What is a sentence assessment report?

Posted by Justin Wong on 18 October 2018

A sentence assessment report is a report created by a community corrections officer, or a juvenile justice officer, to assist the court when sentencing someone. It is only applicable if the court is considering options other than full-time custody.

When is a sentence assessment report required?

  • If the court is considering imposing an Intensive Corrections Order (ICO);
  • If the court has imposed a sentence of imprisonment and is considering a home detention condition; and
  • Before imposing any community service condition, either under a Community Corrections Order or an Intensive Corrections Order.

For more information on the available sentencing options, see our Sentencing Options page.

What information will be in the report?

  • Your family and social circumstances;
  • Your education and employment;
  • Factors related to the offending, such as mental health, substance use and your financial situation;
  • Your willingness to undertake rehabilitation and supervision; and
  • An assessment of your risk of re-offending, your suitability for community service work and whether you would benefit from supervision.

What sources of information will the community corrections assessor consider?

The assessor will interview you and may contact your family, or someone such as a psychologist or employer, in order to verify information.

The assessor will also consider:

  • The police facts;
  • Your criminal history;
  • Your corrective services records; and
  • Any material you provide to corrective services, such as a psychologist report.

If you have been charged with an offence and a sentence assessment report has been ordered, it is likely that you are facing a serious sentence, and possibly full-time imprisonment. For more information about your sentencing options, please contact us on (02) 9025 9888 or via info@streetonlawyers.com.au.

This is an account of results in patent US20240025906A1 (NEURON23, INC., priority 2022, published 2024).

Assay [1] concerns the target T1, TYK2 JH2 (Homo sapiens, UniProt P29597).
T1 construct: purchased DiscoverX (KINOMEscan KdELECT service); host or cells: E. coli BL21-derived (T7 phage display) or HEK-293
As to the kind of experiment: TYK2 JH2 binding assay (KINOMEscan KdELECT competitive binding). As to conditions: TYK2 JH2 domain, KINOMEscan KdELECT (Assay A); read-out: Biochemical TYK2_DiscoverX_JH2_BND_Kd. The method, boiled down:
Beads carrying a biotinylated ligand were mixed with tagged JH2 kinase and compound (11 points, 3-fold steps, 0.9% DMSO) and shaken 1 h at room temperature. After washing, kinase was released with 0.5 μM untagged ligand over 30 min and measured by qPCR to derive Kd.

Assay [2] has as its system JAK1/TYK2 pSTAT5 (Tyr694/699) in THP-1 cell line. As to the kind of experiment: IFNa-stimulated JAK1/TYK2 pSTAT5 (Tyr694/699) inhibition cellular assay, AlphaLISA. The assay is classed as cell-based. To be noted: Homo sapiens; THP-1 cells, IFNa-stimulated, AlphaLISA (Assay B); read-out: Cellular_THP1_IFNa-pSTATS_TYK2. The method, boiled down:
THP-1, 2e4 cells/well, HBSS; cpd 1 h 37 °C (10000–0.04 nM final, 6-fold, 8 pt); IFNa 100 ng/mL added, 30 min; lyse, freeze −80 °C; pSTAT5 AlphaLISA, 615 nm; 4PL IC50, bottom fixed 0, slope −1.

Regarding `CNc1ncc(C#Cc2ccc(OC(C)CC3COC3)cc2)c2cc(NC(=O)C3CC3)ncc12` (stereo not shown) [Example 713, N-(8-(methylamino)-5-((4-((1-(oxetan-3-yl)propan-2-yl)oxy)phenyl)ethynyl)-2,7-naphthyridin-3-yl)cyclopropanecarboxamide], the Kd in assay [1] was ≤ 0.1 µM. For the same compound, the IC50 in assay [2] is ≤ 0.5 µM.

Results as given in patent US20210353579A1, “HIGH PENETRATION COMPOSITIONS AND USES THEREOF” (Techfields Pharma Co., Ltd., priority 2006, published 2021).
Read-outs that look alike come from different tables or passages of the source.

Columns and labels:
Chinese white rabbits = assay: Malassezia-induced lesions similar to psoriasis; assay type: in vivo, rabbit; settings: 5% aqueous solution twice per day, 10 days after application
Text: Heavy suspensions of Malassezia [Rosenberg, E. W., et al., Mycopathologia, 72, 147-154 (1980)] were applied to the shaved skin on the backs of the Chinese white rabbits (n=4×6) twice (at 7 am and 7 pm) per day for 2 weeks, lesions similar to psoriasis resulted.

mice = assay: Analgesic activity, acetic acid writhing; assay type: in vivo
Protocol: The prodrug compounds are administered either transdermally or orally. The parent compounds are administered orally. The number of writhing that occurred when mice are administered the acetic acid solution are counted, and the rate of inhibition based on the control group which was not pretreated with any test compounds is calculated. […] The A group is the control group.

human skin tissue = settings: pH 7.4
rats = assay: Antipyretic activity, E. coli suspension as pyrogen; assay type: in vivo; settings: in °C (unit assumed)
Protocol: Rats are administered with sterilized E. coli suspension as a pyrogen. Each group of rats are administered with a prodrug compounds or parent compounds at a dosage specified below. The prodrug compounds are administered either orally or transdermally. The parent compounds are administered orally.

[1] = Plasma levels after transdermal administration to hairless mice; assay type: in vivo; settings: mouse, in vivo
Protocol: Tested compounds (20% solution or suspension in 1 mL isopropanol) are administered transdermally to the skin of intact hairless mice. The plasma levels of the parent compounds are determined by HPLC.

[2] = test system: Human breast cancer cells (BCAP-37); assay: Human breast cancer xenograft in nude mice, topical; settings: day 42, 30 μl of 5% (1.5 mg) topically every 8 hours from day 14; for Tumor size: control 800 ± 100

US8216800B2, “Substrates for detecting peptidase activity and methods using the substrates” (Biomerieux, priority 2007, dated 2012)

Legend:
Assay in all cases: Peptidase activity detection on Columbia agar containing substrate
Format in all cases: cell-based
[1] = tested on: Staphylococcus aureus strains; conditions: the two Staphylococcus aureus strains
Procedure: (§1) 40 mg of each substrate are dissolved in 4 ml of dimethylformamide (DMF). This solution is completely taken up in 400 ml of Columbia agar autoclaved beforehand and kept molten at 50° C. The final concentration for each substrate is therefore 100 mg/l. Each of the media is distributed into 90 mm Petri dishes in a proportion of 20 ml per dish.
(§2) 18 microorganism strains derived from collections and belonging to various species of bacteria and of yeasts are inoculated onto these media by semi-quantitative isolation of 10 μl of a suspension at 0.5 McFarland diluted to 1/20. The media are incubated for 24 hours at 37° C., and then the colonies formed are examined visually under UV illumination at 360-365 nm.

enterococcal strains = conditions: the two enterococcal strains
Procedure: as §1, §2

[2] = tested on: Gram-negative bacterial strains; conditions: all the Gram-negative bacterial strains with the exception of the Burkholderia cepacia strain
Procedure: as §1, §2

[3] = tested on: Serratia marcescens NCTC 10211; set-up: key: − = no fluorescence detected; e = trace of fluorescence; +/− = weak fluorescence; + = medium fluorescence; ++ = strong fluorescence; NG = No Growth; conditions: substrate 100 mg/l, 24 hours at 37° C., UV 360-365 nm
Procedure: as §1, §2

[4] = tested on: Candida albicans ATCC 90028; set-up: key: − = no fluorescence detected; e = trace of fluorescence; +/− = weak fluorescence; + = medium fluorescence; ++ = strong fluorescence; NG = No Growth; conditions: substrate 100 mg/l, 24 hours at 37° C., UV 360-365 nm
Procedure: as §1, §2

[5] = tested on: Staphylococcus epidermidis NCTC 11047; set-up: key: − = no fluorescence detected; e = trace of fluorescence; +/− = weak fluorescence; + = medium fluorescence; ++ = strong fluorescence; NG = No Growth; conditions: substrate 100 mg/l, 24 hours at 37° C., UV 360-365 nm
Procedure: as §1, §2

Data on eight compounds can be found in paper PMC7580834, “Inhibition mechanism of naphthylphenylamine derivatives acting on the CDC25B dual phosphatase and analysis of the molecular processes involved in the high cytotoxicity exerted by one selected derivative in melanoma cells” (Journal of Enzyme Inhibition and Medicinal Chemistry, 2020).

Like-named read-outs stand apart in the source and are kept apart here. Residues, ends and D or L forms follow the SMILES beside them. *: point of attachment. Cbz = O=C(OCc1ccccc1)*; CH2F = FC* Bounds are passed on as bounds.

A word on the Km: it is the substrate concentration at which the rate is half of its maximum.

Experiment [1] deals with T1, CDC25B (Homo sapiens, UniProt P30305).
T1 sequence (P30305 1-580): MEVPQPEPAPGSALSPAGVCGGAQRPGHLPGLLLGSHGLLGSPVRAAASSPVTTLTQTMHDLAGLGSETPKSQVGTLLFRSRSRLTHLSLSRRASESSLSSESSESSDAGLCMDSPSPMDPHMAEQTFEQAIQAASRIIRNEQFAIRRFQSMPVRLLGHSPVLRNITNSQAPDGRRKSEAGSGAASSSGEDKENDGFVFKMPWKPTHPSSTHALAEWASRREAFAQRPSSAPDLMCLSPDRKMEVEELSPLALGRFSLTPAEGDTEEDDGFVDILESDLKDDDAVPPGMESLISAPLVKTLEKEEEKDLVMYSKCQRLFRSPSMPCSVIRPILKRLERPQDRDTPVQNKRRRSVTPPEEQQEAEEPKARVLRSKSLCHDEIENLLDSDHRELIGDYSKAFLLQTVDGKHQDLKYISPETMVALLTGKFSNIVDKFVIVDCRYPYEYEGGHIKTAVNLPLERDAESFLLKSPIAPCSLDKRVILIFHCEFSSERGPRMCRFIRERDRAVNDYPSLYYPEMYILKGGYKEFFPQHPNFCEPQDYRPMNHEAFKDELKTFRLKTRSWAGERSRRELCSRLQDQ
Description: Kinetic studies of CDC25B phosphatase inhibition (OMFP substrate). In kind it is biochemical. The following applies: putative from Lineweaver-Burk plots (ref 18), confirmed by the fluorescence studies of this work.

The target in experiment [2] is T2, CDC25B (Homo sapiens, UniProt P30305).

What happens when I breach a Conditional Release Order

Posted by janelle.tarabay on 17 October 2018

When a person is sentenced to a Conditional Release Order, a formal “promise” is made to the court that an offender will abide by the conditions of the Order. The Order can be imposed for a period of up to two years.

It is a standard condition of a Conditional Release Order that an offender must not commit any further offences for the duration of the Order, and the offender must appear before a court if called upon to do so.

Additional conditions can also be imposed, which include:

  1. A condition requiring the offender to participate in a rehabilitation program or to receive treatment,
  2. A condition requiring abstention from alcohol and/or drugs,
  3. A non-association condition,
  4. A place restriction condition,
  5. A supervision condition by a Community Corrections Officer, and/or
  6. Any other condition that the court considers appropriate.

A person will be in breach of a Conditional Release Order if they are charged with committing a further offence, or detected for failing to comply with an additional condition, while the Order is in place.

If a Court believes a breach has occurred, then the court can call upon the offender to appear before the Court. If the offender fails to appear at Court on the specified date, then a warrant can be issued for the person’s arrest. It is therefore imperative that a Court registry is notified of any change in residential address during the period that the Conditional Release Order is in place.

What will happen in Court?

In dealing with the breach, the Court can make one of the following decisions:

  1. Take no action on the breach; or
  2. Vary or revoke any of the additional conditions, or impose further additional conditions; or
  3. Revoke the order and resentence the offender.

Before deciding which action to take, the court may order a Sentence Assessment Report.

If the Conditional Release Order is revoked, the court may resentence the offender and impose a more serious sentence, such as a Community Corrections Order, Intensive Corrections Order, or Full Time Custody. For more information, see our Sentencing Options page.